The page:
In some kind of awful reverse oedipal horror story, Thunderbolt became an even more masculinely coded and throbbing version of the man who his daughter loves. He became the Red Hulk. Designed as a tactically intelligent adversary to Banner’s emotionally unstable Hulk, Ross became an ultra aggressive and maniacally powerful force in the Marvel Universe. Killing numerous heroes during his time as a gamma-powered monster—including Namor, Dr. Strange, Wendigo, Abomination, and Baron Mordo—he seemingly lost his interest in Betty for a short time, becoming even more obsessed with Bruce and at one point teaming up with a group of villains just to stop Bruce from hooking up with an ex WHO ISN’T BETTY. Make up your mind and also stop cockblocking the Hulk cos it’s fucking weird.

Hulk #24 (c) MARVEL by Jeph Loeb and Ed McGuinness, Mark Farmer, Morry Hollowell, Richard Starkings Comicraft

Continuing the theme that Thunderbolt can do nothing without it destroying Betty’s life too, during his tenure as the Red Hulk, Ross thought it was a great idea to urge MODOK to resurrect his now dead daughter and bring her back in the guise of Red She-Hulk. Torturing his own daughter with gamma radiation (who already died at the hands of the very men who you allied with to bring her back to life) is some seriously terrible parenting, even from Thad “shot a guy at my own daughter’s wedding” Ross. Luckily, in some kind of universal cosmic vengeance, the very evil alien robot hybrid whom he teamed up with turned Betty on her own father and sent her after him to end his life, which she attempts by kicking him off the Empire State Building like the badass that she truly is.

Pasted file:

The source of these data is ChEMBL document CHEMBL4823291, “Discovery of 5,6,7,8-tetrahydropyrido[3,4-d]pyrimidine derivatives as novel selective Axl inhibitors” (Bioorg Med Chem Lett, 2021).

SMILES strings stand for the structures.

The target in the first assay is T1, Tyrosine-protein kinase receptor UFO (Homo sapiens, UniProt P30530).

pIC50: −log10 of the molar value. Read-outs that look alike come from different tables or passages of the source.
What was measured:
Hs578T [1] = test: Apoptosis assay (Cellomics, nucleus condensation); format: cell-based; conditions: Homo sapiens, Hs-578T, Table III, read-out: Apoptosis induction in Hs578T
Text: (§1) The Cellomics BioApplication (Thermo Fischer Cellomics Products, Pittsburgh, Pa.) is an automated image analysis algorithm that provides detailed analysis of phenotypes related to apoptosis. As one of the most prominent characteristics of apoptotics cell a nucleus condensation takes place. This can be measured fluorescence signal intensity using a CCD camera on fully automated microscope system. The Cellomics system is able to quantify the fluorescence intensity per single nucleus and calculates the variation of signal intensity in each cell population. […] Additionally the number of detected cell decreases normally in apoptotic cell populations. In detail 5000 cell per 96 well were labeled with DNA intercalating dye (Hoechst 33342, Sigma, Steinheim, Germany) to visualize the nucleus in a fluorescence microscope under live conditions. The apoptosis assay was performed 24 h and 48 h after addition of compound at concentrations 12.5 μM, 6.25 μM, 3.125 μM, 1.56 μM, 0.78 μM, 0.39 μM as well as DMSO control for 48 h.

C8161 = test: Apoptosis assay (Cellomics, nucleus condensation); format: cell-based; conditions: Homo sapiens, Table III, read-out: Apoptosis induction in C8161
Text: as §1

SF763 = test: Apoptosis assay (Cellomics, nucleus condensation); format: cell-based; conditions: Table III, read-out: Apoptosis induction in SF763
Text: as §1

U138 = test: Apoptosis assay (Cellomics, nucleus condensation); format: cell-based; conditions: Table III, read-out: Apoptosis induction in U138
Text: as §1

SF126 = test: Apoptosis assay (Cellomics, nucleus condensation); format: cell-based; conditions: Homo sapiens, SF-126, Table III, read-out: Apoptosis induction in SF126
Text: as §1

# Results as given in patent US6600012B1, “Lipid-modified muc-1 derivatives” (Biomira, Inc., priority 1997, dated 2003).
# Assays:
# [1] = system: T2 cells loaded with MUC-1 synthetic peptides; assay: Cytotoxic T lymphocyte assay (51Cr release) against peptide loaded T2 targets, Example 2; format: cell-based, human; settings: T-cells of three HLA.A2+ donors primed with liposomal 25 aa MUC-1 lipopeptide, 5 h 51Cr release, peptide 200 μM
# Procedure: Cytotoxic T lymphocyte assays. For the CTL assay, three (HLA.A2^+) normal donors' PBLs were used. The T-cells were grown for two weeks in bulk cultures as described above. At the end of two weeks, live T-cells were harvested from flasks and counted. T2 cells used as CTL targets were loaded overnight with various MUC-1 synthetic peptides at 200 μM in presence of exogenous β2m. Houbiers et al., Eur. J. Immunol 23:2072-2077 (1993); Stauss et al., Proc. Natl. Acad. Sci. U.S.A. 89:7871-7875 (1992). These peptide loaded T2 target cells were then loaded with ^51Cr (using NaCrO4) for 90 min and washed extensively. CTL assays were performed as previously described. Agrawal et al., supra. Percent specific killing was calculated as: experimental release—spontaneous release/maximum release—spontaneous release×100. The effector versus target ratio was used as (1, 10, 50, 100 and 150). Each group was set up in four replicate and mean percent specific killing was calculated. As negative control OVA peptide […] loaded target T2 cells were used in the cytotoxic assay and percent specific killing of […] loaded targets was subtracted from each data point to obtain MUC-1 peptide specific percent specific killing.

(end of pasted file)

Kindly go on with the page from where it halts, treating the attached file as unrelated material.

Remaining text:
Alas, no one in the Marvel Universe stays dead for long except for poor old Uncle Ben, so Thunderbolt returned, and at some point, he became human again. Though his physical humanity returned it’s hard to say if his actual humanity did (or was ever really there to begin with). Thaddeus really is one of comics’ most creepy and dangerous dads. He takes the age-old trope of the overprotective father, merges it with cartoonish villainy, and creates some kind of hyper-toxic mix of the two, the likes of which has rarely been matched.

I often lamented being the child of an absent dad, but I guess I’ll take that over a dad who loves me so much that he’ll turn into a super villain to bring me back to life. But our main takeaway here is that a dad who’s obsessively bothered about his daughter’s love life is a guaranteed creep who’ll likely shoot someone or turn into a monster. There’s your PSA, courtesy of Daddy Issues.


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Rosie Knight

Rosie Knight

writer. fake geek girl. makes comics, occasionally sells some.